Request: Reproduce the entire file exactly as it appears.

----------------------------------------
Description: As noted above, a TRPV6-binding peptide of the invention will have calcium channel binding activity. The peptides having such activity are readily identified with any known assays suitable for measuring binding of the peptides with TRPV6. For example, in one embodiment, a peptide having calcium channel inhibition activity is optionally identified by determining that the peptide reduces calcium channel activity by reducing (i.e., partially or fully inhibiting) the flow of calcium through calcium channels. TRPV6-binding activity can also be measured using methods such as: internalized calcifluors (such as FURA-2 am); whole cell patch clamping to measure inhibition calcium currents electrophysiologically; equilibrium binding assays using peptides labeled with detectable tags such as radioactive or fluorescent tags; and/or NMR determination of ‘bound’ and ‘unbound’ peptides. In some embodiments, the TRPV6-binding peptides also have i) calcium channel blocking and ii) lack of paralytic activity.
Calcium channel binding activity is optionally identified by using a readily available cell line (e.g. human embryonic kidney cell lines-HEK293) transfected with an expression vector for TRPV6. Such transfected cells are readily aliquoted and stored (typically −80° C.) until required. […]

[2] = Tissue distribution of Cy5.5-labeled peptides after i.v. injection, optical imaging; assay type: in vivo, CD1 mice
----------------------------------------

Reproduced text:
Description: As noted above, a TRPV6-binding peptide of the invention will have calcium channel binding activity. The peptides having such activity are readily identified with any known assays suitable for measuring binding of the peptides with TRPV6. For example, in one embodiment, a peptide having calcium channel inhibition activity is optionally identified by determining that the peptide reduces calcium channel activity by reducing (i.e., partially or fully inhibiting) the flow of calcium through calcium channels. TRPV6-binding activity can also be measured using methods such as: internalized calcifluors (such as FURA-2 am); whole cell patch clamping to measure inhibition calcium currents electrophysiologically; equilibrium binding assays using peptides labeled with detectable tags such as radioactive or fluorescent tags; and/or NMR determination of ‘bound’ and ‘unbound’ peptides. In some embodiments, the TRPV6-binding peptides also have i) calcium channel blocking and ii) lack of paralytic activity.
Calcium channel binding activity is optionally identified by using a readily available cell line (e.g. human embryonic kidney cell lines-HEK293) transfected with an expression vector for TRPV6. Such transfected cells are readily aliquoted and stored (typically −80° C.) until required. […]

[2] = Tissue distribution of Cy5.5-labeled peptides after i.v. injection, optical imaging; assay type: in vivo, CD1 mice